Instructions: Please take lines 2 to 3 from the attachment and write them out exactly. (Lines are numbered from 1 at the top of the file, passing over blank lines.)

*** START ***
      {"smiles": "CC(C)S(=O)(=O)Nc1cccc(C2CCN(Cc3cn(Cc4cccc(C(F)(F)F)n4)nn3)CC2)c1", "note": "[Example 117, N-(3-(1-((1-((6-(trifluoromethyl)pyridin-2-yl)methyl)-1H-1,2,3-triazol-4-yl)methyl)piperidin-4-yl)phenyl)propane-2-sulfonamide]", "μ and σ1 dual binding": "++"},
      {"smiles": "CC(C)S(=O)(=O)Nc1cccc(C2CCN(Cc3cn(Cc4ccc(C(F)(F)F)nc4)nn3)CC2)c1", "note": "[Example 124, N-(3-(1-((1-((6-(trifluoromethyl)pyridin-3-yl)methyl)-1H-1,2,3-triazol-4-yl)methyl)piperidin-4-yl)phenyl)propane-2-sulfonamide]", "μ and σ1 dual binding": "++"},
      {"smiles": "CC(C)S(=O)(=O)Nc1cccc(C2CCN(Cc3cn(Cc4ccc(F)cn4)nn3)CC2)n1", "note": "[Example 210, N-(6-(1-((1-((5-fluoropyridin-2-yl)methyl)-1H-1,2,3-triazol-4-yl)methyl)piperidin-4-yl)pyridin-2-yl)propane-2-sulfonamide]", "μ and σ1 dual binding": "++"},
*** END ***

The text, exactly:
      {"smiles": "CC(C)S(=O)(=O)Nc1cccc(C2CCN(Cc3cn(Cc4ccc(C(F)(F)F)nc4)nn3)CC2)c1", "note": "[Example 124, N-(3-(1-((1-((6-(trifluoromethyl)pyridin-3-yl)methyl)-1H-1,2,3-triazol-4-yl)methyl)piperidin-4-yl)phenyl)propane-2-sulfonamide]", "μ and σ1 dual binding": "++"},
      {"smiles": "CC(C)S(=O)(=O)Nc1cccc(C2CCN(Cc3cn(Cc4ccc(F)cn4)nn3)CC2)n1", "note": "[Example 210, N-(6-(1-((1-((5-fluoropyridin-2-yl)methyl)-1H-1,2,3-triazol-4-yl)methyl)piperidin-4-yl)pyridin-2-yl)propane-2-sulfonamide]", "μ and σ1 dual binding": "++"},